Unilever's board is apparently in turmoil, split over how to go forward. The British shareholders would like to focus on shareholders' value, while the Dutch prefer a sustainable, steady course for the future.
Fallout from Kraft Heinz' take-over bid
Under CEO Paul Polman's guidance, Unilever is currently on a sustainable course, hoping to reap the rewards in the long run. By 2020, the company should have become entirely energy-neutral, although he has expressed a willingness to alter the company's stance, especially since several shareholders feel those investments will have a negative impact on the short-term profits.
Ever since Kraft Heinz' take-over bid was resolutely rejected, the shareholders have been discussing how to continue and a profitability increase is one such topic. If the company manages to become more profitable, its value would increase and it would become harder for others to launch an acquisition bid. In a statement, Unilever revealed Kraft Heinz' bid was a "trigger" to discuss higher short-term profits.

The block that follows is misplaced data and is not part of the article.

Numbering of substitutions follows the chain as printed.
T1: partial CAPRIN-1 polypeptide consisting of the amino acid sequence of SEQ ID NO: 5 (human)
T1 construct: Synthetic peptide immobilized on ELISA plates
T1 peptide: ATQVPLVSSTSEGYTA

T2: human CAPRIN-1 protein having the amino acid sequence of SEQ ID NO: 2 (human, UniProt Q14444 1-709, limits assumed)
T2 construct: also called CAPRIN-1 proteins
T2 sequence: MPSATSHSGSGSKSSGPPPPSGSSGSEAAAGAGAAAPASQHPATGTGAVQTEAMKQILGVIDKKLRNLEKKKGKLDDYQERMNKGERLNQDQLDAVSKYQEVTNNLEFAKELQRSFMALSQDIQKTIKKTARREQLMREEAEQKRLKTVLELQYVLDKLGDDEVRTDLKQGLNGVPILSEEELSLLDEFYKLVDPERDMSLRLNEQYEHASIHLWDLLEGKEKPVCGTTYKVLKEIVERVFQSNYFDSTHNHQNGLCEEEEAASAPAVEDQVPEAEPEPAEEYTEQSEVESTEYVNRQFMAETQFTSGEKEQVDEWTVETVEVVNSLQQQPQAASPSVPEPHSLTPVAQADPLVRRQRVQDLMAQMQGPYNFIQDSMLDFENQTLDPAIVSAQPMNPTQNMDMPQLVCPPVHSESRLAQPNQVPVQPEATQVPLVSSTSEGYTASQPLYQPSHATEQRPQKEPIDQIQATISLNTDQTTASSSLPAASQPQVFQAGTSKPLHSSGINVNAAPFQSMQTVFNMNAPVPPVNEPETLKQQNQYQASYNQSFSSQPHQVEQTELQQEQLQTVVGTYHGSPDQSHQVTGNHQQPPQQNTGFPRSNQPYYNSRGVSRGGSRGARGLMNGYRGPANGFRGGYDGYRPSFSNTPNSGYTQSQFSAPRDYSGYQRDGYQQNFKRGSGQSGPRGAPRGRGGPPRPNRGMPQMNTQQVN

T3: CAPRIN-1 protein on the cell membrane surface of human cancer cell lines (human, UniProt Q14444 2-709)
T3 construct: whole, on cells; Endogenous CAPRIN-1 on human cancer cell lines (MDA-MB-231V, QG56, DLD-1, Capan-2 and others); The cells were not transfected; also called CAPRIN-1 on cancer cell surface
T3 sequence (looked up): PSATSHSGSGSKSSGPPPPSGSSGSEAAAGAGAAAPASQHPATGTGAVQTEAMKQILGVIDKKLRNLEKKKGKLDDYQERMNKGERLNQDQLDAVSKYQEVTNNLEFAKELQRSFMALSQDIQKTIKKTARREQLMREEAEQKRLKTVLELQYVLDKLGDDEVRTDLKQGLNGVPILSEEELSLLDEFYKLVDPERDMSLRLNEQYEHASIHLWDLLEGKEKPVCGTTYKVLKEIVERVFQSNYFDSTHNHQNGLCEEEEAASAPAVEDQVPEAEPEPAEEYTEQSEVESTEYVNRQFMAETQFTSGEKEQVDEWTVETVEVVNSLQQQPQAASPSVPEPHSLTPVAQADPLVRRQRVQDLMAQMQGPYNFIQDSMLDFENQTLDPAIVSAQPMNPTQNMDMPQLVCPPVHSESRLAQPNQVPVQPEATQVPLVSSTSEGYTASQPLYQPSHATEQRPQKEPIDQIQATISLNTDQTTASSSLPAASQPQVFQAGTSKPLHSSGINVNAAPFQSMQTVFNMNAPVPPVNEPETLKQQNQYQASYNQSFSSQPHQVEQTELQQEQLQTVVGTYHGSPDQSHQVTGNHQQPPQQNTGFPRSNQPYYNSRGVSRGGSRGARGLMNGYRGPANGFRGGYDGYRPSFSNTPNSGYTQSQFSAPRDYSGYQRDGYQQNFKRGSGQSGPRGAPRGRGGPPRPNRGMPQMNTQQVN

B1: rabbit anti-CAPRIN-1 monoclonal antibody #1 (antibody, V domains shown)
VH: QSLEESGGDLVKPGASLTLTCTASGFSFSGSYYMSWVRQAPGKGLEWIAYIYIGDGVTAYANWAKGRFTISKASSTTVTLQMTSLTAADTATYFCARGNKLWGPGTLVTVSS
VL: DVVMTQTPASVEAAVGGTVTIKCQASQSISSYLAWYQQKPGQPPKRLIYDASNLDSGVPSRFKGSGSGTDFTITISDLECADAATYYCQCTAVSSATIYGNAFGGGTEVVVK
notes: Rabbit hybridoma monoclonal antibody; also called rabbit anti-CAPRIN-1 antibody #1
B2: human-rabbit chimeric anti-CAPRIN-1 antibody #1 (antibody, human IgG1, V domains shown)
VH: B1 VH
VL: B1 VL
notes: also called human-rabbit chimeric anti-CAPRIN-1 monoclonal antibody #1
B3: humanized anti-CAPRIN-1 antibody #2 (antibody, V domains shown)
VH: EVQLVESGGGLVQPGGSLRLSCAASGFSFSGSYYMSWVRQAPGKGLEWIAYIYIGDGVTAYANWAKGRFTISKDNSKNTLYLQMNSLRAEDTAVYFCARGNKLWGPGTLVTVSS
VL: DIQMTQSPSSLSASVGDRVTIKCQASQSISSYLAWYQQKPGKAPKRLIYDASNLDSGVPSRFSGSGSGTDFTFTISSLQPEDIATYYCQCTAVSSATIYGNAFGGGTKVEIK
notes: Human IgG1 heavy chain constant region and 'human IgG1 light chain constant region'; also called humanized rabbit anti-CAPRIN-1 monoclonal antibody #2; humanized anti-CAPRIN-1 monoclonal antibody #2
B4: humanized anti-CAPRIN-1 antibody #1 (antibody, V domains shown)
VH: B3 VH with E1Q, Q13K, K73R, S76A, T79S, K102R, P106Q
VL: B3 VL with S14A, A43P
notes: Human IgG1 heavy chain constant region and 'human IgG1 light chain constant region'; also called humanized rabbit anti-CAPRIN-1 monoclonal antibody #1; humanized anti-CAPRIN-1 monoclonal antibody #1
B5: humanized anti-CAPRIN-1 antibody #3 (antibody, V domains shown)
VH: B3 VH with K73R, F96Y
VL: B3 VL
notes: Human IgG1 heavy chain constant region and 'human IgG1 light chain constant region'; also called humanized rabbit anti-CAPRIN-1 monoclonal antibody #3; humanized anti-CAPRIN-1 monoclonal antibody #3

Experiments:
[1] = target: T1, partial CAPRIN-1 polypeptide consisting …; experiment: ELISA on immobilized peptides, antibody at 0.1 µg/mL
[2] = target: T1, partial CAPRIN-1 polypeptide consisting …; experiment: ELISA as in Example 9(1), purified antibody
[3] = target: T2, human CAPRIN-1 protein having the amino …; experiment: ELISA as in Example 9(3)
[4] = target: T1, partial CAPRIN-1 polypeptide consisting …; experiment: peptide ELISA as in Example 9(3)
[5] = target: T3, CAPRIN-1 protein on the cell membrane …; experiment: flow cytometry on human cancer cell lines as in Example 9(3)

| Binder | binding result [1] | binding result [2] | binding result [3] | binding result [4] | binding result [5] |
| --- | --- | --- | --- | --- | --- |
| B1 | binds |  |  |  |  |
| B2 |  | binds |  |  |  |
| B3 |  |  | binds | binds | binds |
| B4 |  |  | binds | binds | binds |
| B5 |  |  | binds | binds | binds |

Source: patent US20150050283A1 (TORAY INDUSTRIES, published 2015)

Another topic is whether Unilever should split in several divisions, which could also create additional shareholder value. Separate entities are worth more than when they are all grouped in a single company. German Metro Group already did something similar, when it split off its consumer electronics division into a separate company called CECONOMY.
The media is also reporting on a struggle between CEO Paul Polman and CFO Graeme Pitkethly, who is on the (British) shareholders' side and wants Unilever to chase increased profits quickly.